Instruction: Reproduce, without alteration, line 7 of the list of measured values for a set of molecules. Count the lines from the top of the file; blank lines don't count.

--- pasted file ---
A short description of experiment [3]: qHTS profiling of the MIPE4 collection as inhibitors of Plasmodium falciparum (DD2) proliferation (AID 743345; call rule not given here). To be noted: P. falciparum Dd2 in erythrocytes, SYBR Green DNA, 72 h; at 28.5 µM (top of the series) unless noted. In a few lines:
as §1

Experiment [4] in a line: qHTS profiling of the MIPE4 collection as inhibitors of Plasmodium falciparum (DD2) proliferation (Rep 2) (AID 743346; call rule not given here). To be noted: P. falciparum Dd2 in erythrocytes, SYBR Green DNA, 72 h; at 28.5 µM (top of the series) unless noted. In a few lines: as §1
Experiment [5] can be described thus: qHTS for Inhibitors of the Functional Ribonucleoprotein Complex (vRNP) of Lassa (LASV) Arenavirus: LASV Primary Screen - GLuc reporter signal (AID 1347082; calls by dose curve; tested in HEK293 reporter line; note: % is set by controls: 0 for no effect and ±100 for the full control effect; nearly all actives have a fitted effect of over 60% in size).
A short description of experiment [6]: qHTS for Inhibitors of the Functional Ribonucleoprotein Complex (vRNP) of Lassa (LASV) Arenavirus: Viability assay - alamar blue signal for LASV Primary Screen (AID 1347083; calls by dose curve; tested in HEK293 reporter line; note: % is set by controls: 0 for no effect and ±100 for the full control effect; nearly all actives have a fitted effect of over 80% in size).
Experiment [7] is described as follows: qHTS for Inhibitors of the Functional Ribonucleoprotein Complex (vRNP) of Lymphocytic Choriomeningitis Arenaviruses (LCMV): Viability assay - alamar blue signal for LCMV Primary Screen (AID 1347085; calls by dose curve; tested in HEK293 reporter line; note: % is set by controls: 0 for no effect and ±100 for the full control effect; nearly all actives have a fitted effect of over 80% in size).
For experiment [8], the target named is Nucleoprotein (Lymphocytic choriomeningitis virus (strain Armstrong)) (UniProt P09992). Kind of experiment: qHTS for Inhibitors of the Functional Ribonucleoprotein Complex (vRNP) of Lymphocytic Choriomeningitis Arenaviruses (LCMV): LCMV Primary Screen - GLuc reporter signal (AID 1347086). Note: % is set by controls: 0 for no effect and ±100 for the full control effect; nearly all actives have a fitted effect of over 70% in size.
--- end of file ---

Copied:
For experiment [8], the target named is Nucleoprotein (Lymphocytic choriomeningitis virus (strain Armstrong)) (UniProt P09992). Kind of experiment: qHTS for Inhibitors of the Functional Ribonucleoprotein Complex (vRNP) of Lymphocytic Choriomeningitis Arenaviruses (LCMV): LCMV Primary Screen - GLuc reporter signal (AID 1347086). Note: % is set by controls: 0 for no effect and ±100 for the full control effect; nearly all actives have a fitted effect of over 70% in size.